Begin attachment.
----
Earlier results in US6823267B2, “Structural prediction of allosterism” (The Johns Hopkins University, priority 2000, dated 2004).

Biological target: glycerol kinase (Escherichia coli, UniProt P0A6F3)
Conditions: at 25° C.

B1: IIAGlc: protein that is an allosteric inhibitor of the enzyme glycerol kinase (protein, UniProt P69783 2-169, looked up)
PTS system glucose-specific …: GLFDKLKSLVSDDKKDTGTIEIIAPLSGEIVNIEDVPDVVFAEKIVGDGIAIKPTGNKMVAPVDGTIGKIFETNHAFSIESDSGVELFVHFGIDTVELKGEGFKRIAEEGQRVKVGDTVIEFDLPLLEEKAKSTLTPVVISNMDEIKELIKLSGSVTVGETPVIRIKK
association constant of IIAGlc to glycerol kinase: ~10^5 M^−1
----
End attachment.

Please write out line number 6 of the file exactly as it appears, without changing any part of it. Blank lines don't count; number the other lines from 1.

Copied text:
association constant of IIAGlc to glycerol kinase: ~10^5 M^−1